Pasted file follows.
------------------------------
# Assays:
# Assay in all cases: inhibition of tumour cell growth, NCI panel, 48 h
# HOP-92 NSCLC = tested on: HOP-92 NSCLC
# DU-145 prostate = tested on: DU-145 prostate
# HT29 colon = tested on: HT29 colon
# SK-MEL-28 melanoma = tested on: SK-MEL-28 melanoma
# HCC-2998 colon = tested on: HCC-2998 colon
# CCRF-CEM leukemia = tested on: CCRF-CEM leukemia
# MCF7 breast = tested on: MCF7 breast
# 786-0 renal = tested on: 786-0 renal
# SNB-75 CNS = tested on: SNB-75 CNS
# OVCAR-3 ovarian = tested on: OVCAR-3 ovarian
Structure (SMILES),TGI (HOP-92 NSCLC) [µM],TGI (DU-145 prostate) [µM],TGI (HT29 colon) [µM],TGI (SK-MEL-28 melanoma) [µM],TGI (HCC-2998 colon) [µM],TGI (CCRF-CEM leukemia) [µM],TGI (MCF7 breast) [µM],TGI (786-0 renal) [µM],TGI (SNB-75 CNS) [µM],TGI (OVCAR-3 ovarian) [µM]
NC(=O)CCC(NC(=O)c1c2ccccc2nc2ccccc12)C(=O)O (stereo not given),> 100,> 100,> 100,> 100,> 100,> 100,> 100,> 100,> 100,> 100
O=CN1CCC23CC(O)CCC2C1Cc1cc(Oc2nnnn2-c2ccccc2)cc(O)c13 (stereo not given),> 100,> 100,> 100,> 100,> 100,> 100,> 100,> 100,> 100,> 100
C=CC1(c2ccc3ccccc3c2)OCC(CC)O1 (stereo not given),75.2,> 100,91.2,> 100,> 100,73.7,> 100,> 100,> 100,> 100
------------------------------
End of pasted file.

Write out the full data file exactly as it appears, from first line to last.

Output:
# Assays:
# Assay in all cases: inhibition of tumour cell growth, NCI panel, 48 h
# HOP-92 NSCLC = tested on: HOP-92 NSCLC
# DU-145 prostate = tested on: DU-145 prostate
# HT29 colon = tested on: HT29 colon
# SK-MEL-28 melanoma = tested on: SK-MEL-28 melanoma
# HCC-2998 colon = tested on: HCC-2998 colon
# CCRF-CEM leukemia = tested on: CCRF-CEM leukemia
# MCF7 breast = tested on: MCF7 breast
# 786-0 renal = tested on: 786-0 renal
# SNB-75 CNS = tested on: SNB-75 CNS
# OVCAR-3 ovarian = tested on: OVCAR-3 ovarian
Structure (SMILES),TGI (HOP-92 NSCLC) [µM],TGI (DU-145 prostate) [µM],TGI (HT29 colon) [µM],TGI (SK-MEL-28 melanoma) [µM],TGI (HCC-2998 colon) [µM],TGI (CCRF-CEM leukemia) [µM],TGI (MCF7 breast) [µM],TGI (786-0 renal) [µM],TGI (SNB-75 CNS) [µM],TGI (OVCAR-3 ovarian) [µM]
NC(=O)CCC(NC(=O)c1c2ccccc2nc2ccccc12)C(=O)O (stereo not given),> 100,> 100,> 100,> 100,> 100,> 100,> 100,> 100,> 100,> 100
O=CN1CCC23CC(O)CCC2C1Cc1cc(Oc2nnnn2-c2ccccc2)cc(O)c13 (stereo not given),> 100,> 100,> 100,> 100,> 100,> 100,> 100,> 100,> 100,> 100
C=CC1(c2ccc3ccccc3c2)OCC(CC)O1 (stereo not given),75.2,> 100,91.2,> 100,> 100,73.7,> 100,> 100,> 100,> 100